Infante Carlos of Portugal (Carlos João Manuel Alexandre; Portuguese pronunciation: [ˈkaɾluʃ] ; English: Charles; Lisbon, May 2, 1716 – Lisbon, 1 April 1736) was a Portuguese infante (prince), the fourth child of King John V and his wife Mary Anne of Austria.
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Dom John V, known as the Magnanimous and the Portuguese Sun King, was a monarch of the House of Braganza who ruled as King of Portugal during the first half of the 18th century. John V's reign saw the rise of Portugal and its monarchy to new levels of prosperity, wealth, and prestige among European courts.
Dom Carlos I, known as the Diplomat and the Martyr, was the King of Portugal from 1889 until his assassination in 1908. He was the first Portuguese king to die a violent death since Sebastian in 1578.
Maria Pia de Saxe-Coburgo e Bragança, also known by her literary pseudonym Hilda de Toledano, was a Portuguese writer and journalist who claimed to be the bastard daughter of King Carlos I of Portugal. From 1932 she also claimed the right to the title of Duchess of Braganza and to be the rightful heiress to the throne of Portugal.
D. Luís Filipe, Prince Royal of Portugal, Duke of Braganza, was the eldest son and heir-apparent of King Carlos I of Portugal. He was born in 1887 when his father was still Prince Royal of Portugal and received the usual style of the heirs to the heir of the Portuguese crown: 4th Prince of Beira at birth, with the subsidiary title 14th Duke of Barcelos. After his grandfather King Luís I of Portugal died, he became Prince Royal of Portugal with the subsidiary titles 21st Duke of Braganza, 20th Marquis of Vila Viçosa, 28th count of Barcelos, 25th count of Ourém, 23rd count of Arraiolos and 22nd count of Neiva.
Mariana Victoria of Spain was an Infanta of Spain by birth and was later the Queen of Portugal as wife of King Joseph I. The eldest daughter of Philip V of Spain and Elisabeth Farnese, she was engaged to the young Louis XV of France at the age of seven. Rejected due to her age, the marriage never took place and she was sent back to Spain. In 1729 she was married to Infante José, son of John V of Portugal and successor to his father as Joseph I of Portugal. She also acted as regent of Portugal during the last months of her husband's life and as advisor to her daughter, Maria I of Portugal, in her reign.
Infante Afonso of Portugal was a Portuguese infante (prince), son of King Afonso III of Portugal and his second wife Beatrice of Castile. He was titled Lord of Portalegre, Castelo de Vide, Arronches, Marvão and Lourinhã.
Infante Francisco, Duke of Beja, was a Portuguese infante (prince) son of Peter II, King of Portugal, and his second wife, Maria Sofia of the Palatinate.
Infanta Maria Teresa of Braganza was the firstborn child of John VI of Portugal and Carlota Joaquina of Spain, and heir presumptive to the throne of Portugal between 1793 and 1795, until her short-lived brother António Pio was born.
Infante Augusto, Duke of Coimbra was a Portuguese infante (prince) of the House of Braganza.
Infante D. Afonso of Braganza, Duke of Porto was a Portuguese Infante of the House of Braganza, the son of King Dom Luis I of Portugal and his wife, Dona Maria Pia of Savoy. From 1908 to the abolition of the Portuguese Monarchy in 1910 he was the Prince Royal of Portugal as heir presumptive to his nephew, King Dom Manuel II.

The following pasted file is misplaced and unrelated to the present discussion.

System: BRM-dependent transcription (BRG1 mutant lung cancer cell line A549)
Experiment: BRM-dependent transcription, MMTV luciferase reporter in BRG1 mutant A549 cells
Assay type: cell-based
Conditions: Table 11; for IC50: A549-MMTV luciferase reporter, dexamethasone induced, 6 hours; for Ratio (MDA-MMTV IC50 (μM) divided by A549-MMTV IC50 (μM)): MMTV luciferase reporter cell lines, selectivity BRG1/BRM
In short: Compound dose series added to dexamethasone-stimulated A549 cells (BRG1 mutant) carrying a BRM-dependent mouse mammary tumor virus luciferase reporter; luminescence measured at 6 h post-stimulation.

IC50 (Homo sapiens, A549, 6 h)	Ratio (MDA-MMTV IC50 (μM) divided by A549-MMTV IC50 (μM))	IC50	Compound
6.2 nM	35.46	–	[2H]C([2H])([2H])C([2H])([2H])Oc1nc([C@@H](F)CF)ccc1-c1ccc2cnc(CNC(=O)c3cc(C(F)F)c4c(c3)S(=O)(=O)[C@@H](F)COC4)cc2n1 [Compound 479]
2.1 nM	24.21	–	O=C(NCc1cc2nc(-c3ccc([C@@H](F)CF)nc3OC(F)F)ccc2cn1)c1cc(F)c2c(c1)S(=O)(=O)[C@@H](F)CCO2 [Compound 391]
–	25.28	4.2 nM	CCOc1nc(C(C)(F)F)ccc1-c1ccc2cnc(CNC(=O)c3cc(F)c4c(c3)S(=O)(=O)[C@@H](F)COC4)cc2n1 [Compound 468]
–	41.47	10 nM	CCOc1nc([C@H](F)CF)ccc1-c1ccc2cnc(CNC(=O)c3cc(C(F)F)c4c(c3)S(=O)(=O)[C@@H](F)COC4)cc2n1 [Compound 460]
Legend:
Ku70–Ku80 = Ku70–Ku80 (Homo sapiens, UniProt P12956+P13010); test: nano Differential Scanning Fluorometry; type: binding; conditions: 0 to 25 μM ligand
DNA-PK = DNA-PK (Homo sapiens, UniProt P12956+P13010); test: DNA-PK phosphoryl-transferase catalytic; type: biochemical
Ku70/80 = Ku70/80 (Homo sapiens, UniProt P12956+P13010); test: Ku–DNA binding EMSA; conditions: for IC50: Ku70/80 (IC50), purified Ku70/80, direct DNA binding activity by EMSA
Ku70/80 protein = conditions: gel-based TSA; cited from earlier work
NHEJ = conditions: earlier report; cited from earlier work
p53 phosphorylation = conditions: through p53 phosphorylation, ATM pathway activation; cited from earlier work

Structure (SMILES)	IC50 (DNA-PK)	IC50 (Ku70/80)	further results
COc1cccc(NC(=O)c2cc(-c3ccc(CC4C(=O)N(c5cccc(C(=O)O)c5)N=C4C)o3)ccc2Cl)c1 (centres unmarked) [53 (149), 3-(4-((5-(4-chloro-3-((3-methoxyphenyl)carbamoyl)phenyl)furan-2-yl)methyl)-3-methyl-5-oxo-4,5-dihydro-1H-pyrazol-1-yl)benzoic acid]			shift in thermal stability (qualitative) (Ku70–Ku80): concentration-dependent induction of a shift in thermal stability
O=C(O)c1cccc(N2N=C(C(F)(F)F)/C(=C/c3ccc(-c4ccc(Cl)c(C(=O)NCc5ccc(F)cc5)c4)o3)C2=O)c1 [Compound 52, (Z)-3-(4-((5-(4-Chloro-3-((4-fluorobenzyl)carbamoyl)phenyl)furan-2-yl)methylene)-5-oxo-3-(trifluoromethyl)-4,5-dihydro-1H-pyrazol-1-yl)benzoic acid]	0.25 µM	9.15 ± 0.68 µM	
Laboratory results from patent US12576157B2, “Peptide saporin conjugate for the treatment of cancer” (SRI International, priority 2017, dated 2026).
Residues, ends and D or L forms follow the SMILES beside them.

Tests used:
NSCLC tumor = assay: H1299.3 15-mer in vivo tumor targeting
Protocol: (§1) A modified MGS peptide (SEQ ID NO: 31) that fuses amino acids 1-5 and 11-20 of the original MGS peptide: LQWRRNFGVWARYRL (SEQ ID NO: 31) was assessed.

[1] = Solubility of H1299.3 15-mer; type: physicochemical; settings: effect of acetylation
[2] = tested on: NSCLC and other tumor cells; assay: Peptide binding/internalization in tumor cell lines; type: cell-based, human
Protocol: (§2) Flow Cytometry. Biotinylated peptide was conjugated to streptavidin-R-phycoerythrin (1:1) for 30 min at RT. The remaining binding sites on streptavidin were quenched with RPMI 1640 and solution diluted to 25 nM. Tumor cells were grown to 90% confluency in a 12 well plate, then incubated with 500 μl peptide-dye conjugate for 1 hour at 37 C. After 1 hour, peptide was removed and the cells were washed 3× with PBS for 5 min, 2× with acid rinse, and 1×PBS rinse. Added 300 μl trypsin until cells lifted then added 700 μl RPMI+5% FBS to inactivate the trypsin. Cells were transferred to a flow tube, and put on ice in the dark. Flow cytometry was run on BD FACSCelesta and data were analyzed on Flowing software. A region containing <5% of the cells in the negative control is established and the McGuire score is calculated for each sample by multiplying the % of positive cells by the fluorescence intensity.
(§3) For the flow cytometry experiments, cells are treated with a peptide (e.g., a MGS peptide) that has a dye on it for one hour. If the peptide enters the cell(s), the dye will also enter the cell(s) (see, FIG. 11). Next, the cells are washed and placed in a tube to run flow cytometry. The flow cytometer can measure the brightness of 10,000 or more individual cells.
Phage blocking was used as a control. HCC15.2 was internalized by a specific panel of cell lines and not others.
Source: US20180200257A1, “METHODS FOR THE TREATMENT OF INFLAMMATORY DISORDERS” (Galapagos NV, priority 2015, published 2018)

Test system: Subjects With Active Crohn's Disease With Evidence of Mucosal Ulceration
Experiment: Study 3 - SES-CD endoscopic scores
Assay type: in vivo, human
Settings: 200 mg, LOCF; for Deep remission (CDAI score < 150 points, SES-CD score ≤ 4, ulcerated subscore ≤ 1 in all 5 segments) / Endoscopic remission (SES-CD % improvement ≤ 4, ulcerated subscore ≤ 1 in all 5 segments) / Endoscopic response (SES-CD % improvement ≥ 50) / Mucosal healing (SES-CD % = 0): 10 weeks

Infante Gabriel of Spain was a son of King Charles III of Spain and his wife Maria Amalia of Saxony.
Dona Maria Pia of Savoy was a Portuguese Queen consort, spouse of King Luís I of Portugal. On the day of her baptism, Pope Pius IX, her godfather, gave her a Golden Rose. Maria Pia was married to Luís on the 6 October 1862 in Lisbon. She was the grand mistress of the Order of Saint Isabel.
Mariana Victoria of Portugal was a Portuguese Infanta (princess), the eldest daughter of Queen Maria I of Portugal and her king-consort, Infante Pedro of Portugal.
Duke of Lafões was a Portuguese title of nobility created under the decree of February 17, 1718, of King John V of Portugal and granted to his nephew, Dom Pedro Henrique de Bragança, the building force behind Palacio do Grilo and first son of Infante Miguel de Bragança, the latter an illegitimate son of King Peter II of Portugal and Anne Armande Pastre de Verger. Pedro's mother, Luisa Casimira de Sousa Nassau e Ligne was the first to use this title. The title was later passed on to his brother, João Carlos de Bragança e Ligne de Sousa Tavares Mascarenhas da Silva, the most famous Duke of this title.
José Maria O'Neill, was the titular head of a branch of the Clanaboy O'Neill dynasty, whose family has been in Portugal since the 18th century..
The House of Bourbon-Braganza was an Iberian noble house that had its origins in a royal marriage arranged in 1785 between Gabriel of Bourbon, Infante of Spain and Mariana Victoria of Braganza, Infanta of Portugal. Their descendants served as Dukes of Marchena, Durcal, Hernani, and Ansola.
Duke of Beja was an aristocratic Portuguese title and royal dukedom, associated with the Portuguese Royal House.
Maria da Conceição Infante de Lacerda Pereira de Eça Custance O'Neill was a Portuguese writer, poet, journalist, and spiritualist of Irish descent.
Infante António of Portugal was a Portuguese infante (prince), the third surviving son of Peter II, King of Portugal, and his wife Maria Sophia of Neuburg.
The Pantheon of the House of Braganza, also known as the Pantheon of the Braganzas, is the final resting place for many of the members of the House of Braganza, located in the Monastery of São Vicente de Fora in the Alfama district of Lisbon, Portugal. The pantheon's burials have included Portuguese monarchs, Brazilian monarchs, a Romanian monarch, queen consorts of Portugal, and notable Infantes of Portugal, among others.